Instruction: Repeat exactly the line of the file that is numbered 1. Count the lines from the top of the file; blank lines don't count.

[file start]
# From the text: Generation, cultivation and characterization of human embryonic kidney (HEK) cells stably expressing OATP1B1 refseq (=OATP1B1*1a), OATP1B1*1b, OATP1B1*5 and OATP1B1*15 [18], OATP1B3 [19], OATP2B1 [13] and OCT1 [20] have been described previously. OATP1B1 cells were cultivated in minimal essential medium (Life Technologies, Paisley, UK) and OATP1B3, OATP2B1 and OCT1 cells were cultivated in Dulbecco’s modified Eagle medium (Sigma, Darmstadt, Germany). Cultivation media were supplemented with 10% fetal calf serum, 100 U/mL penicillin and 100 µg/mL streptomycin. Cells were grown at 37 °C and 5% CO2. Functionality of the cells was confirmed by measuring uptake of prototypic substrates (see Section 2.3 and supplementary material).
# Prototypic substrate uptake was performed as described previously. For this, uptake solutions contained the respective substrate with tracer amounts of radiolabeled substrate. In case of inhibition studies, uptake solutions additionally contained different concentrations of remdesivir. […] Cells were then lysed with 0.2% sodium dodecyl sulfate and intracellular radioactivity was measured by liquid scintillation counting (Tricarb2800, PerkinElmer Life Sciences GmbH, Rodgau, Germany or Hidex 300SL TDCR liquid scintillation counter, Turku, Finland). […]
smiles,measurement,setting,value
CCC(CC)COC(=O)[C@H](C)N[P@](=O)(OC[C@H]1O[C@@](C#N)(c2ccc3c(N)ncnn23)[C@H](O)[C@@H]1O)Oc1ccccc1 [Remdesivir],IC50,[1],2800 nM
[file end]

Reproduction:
# From the text: Generation, cultivation and characterization of human embryonic kidney (HEK) cells stably expressing OATP1B1 refseq (=OATP1B1*1a), OATP1B1*1b, OATP1B1*5 and OATP1B1*15 [18], OATP1B3 [19], OATP2B1 [13] and OCT1 [20] have been described previously. OATP1B1 cells were cultivated in minimal essential medium (Life Technologies, Paisley, UK) and OATP1B3, OATP2B1 and OCT1 cells were cultivated in Dulbecco’s modified Eagle medium (Sigma, Darmstadt, Germany). Cultivation media were supplemented with 10% fetal calf serum, 100 U/mL penicillin and 100 µg/mL streptomycin. Cells were grown at 37 °C and 5% CO2. Functionality of the cells was confirmed by measuring uptake of prototypic substrates (see Section 2.3 and supplementary material).